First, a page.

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Published:May 14th, 2011 17:32 EST
Comet Elenin Predicted to Pass a Stone's Throw Away from Earth

Comet Elenin Predicted to Pass a Stone's Throw Away from Earth

By Ron G Anselm

As we all know over the past few months we have had a lot of out of the ordinary things in science happen. First the Tsunami and earthquake that hit Japan and set off a scare that their damaged nuclear facilities could leak enough radiation that would make the Three-Mile Island nuclear disaster that happened in 1980 look like a puddle of spilled water, we have had the out of the ordinary storms that have pummeled the South and now a little comet by the name of Elenin " has taken a left turn out of its normal orbit and has taken more of a direct route toward Earth.  

This little comet was first discovered Leonin Elenin who is an observer in Lyubertsy, Russia who first spotted the comet using the ISON-MM Observatory near Mayhill, New Mexico. The scientific name for this comet is C/2010 X1.

When the comet was first spotted about four months ago it was around 401 million miles from Earth. Now the little comet has closed the gap a little closer to Earth and is now around 274 million miles away as it stays on the course towards perihelion which is the closest point to the sun.

If anyone has ever studied comets this is really what they do. They start out on a course and change their course frequently has they speed through the star lit galaxies like a glowing snow ball. This is really a normal thing for any comet to do. Don Yeoman who works for NASA`s Near-Earth Objects Program Office stated, "That is what happens with these long-period comets that come in from way outside our planetary system, "They make these long, majestic, speedy arcs through our solar system, and sometimes they put on a great show. But not Elenin. Right now that comet looks kind of wimpy." (

When NASA talks about and defines the term wimpiness " they are referring to what a comet may or will look like as it passes by us. Elenin has not raised any eyebrows yet from NASA. It is so far a relatively small comet that would probably not inflict anymore damaged to anything it may impact than if you threw a rock through your neighbors window. Of course you can never be too sure of the size of any comet because you are looking at them through a telescope million of miles away so scientist normally chart the path of comets and keep an eye on them until they pass by us and our planet is out of harms way.

It just makes you wonder with everything we have seen over the past few months and now we have a comet inching closer to a collision course with Earth. And you have the 2012 phenomenon of the Mayan Calendar ending and all the hype that the end of time could happen. What could be next?

Comet Elenin is expected to be nothing more that a backyard cookout show when it passes Earth at its closest point on October 16 of this year. Since it is passing from the other end of the spectrum in our solar system you will probably need a very good pair of binoculars, a remote out of the way and dark location to even get a glimpse of the comet as it zooms by the horizon which at that time the comet will be about 22 million miles away.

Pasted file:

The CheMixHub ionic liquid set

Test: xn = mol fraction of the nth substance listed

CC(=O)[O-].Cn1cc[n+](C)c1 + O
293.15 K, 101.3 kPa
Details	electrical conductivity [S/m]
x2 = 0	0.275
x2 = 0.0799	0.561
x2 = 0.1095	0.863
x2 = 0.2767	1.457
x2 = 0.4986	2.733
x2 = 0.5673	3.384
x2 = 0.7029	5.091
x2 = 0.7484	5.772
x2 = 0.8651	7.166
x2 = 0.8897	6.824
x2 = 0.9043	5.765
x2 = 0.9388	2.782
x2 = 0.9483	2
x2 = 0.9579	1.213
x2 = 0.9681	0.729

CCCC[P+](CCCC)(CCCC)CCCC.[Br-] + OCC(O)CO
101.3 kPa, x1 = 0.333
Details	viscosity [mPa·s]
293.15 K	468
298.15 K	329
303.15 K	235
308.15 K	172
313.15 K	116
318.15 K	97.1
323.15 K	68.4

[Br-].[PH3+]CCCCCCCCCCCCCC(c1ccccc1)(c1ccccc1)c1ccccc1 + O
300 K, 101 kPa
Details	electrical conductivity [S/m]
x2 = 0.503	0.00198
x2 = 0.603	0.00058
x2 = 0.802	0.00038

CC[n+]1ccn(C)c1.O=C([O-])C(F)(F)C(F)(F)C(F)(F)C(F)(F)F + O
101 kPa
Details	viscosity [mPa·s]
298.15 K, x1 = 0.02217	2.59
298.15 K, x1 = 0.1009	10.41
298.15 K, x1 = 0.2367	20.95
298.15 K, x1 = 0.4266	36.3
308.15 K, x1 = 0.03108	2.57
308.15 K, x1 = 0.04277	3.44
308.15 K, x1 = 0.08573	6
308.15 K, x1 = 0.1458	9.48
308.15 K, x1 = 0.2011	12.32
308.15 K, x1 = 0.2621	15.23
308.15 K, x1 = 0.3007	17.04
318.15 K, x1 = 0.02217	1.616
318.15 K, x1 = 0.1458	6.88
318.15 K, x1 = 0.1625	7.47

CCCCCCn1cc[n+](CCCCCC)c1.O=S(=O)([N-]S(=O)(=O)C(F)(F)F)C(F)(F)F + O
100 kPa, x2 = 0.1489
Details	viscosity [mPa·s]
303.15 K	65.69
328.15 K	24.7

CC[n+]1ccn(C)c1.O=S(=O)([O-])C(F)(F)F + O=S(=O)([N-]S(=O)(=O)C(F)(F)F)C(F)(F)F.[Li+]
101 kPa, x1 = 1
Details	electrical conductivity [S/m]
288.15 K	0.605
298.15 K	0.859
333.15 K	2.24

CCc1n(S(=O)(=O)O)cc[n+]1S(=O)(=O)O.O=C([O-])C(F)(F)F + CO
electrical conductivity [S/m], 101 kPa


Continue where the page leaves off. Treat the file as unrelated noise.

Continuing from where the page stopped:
Even though this is a small comet and is not expected to demolish our planet if it did collide with us, NASA is still looking at every avenue or effect the comet could have on our planet since it is passing by us at a very close distance. Some of the questions that are being look at are Can this icy interloper influence us from where it is, or where it will be in the future? What about this celestial object inspiring some shifting of the tides or even tectonic plates here on Earth? (

Don Yeomans went on to answer these questions by stating, Comet Elenin will not encounter any dark bodies that could perturb its orbit, nor will it influence us in any way here on Earth, "It will get no closer to Earth than 35 million kilometers [about 22 million miles]. "(

The one thing that is astonishing astronomers is that comet Elenin started out from well beyond our solar systems planetary region and Elenin is a very young comet that will give NASA a chance to study it. When it passes us by this October it is not predicted to be seen or heard from again for thousands of years.

So, don`t worry about boarding up your home as if you were getting ready for an approaching hurricane, comet Elenin is not predicted to impact us even though it is predicted to pass us by at a close distance and it is noting more at this point than a dirtball full of ice but you may want to plan to head to the mountains on October 16 to get a glimpse of something that my look like a small light bulb with a tail flying into the sunset because I doubt you will get a chance again to see Elenin when it may make another pass by us in a few thousand years from now.


Science Daily, Comet Elenin: Preview of a Coming Attraction

Also see: Is Comet Elenin Under "Intelligent Control" Headed to Earth? - The approach of Comet Elenin is a confirmed fact, though scientists are mystified as to its strange behavior.

Judyth Piazza chats with Seth Shostak, Senior Astronomer, S.E.T.I. ...

Seth claims to have developed an interest in extraterrestrial life at the tender
age of ten, when he first picked up a book about the solar